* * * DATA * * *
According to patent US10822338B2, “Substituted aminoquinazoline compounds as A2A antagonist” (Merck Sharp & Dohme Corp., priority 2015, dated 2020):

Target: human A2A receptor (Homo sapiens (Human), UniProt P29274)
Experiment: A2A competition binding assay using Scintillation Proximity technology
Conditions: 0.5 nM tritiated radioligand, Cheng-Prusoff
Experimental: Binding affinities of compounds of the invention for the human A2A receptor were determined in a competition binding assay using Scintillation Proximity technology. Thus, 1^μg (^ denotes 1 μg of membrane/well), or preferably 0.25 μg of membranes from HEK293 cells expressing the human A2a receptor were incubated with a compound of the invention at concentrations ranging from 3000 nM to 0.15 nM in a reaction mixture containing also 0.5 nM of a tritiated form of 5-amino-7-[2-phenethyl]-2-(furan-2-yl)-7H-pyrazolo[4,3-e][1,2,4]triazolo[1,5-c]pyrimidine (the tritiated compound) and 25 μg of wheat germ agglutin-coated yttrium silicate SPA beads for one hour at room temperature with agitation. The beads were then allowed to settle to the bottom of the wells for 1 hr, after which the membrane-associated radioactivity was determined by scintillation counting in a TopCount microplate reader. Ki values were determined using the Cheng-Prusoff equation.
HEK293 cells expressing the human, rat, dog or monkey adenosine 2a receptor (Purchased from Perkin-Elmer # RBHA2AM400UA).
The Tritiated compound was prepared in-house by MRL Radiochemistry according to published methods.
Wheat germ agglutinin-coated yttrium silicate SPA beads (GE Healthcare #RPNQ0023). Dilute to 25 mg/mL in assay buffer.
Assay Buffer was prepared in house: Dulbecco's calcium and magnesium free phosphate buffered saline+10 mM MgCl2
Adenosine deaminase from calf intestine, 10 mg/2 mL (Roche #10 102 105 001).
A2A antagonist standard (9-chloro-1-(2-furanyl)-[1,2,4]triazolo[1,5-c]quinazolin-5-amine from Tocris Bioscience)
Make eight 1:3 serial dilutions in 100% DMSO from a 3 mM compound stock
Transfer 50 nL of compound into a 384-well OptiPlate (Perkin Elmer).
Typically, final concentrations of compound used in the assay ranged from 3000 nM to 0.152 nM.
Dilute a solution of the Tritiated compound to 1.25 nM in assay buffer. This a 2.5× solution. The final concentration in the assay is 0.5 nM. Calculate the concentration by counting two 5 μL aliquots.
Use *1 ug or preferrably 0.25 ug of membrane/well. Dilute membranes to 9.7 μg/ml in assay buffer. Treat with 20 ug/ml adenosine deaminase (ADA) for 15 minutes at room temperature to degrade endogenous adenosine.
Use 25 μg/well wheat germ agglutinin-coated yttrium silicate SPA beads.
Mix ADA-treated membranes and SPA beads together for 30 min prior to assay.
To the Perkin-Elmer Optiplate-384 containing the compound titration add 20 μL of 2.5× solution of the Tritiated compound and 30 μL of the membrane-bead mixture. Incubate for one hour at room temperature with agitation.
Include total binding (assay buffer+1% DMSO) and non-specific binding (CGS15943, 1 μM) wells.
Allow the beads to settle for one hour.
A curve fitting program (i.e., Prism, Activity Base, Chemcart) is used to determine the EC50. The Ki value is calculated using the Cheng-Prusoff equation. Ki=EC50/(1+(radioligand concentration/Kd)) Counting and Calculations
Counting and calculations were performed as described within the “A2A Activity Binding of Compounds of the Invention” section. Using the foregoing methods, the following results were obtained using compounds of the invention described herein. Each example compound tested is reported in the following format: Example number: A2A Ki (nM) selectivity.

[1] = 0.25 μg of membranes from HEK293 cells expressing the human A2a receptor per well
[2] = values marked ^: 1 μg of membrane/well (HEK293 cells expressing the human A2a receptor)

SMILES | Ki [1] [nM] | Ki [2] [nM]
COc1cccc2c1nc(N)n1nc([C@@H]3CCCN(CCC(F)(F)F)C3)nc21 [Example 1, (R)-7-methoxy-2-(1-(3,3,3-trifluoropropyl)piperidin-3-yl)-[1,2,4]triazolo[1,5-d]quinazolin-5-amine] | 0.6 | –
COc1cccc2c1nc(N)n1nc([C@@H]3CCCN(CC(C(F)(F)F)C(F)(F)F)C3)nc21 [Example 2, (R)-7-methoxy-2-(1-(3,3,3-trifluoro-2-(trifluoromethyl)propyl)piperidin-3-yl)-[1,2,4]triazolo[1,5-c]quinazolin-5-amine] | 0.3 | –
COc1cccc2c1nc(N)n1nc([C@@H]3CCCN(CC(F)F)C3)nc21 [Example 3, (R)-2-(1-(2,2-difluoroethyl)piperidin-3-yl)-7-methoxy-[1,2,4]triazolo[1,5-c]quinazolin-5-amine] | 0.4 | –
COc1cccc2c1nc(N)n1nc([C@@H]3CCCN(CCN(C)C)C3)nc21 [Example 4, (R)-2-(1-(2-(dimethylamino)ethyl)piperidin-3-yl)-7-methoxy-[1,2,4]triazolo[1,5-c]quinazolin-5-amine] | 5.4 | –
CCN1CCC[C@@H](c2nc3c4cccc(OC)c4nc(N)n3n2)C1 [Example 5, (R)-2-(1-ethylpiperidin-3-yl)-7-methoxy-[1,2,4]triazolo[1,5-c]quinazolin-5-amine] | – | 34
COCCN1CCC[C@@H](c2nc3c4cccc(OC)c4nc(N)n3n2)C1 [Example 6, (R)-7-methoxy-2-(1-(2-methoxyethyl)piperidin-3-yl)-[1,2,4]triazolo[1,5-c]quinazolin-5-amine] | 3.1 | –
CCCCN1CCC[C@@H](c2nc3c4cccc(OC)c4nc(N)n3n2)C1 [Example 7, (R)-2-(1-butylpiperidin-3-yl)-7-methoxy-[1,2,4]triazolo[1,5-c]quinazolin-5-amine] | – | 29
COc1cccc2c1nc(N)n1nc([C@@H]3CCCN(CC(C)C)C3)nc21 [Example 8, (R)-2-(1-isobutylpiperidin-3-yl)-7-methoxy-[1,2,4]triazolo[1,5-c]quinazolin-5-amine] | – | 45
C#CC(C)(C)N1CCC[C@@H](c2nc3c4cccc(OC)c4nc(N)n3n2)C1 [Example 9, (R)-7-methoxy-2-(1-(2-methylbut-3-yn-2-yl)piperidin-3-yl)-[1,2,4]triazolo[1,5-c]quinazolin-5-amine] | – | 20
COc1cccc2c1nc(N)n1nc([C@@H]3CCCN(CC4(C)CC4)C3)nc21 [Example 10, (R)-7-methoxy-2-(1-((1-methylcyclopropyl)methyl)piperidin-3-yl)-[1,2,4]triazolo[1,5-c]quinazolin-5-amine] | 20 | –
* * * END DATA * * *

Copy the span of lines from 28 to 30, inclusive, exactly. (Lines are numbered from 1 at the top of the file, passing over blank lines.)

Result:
COc1cccc2c1nc(N)n1nc([C@@H]3CCCN(CC(C(F)(F)F)C(F)(F)F)C3)nc21 [Example 2, (R)-7-methoxy-2-(1-(3,3,3-trifluoro-2-(trifluoromethyl)propyl)piperidin-3-yl)-[1,2,4]triazolo[1,5-c]quinazolin-5-amine] | 0.3 | –
COc1cccc2c1nc(N)n1nc([C@@H]3CCCN(CC(F)F)C3)nc21 [Example 3, (R)-2-(1-(2,2-difluoroethyl)piperidin-3-yl)-7-methoxy-[1,2,4]triazolo[1,5-c]quinazolin-5-amine] | 0.4 | –
COc1cccc2c1nc(N)n1nc([C@@H]3CCCN(CCN(C)C)C3)nc21 [Example 4, (R)-2-(1-(2-(dimethylamino)ethyl)piperidin-3-yl)-7-methoxy-[1,2,4]triazolo[1,5-c]quinazolin-5-amine] | 5.4 | –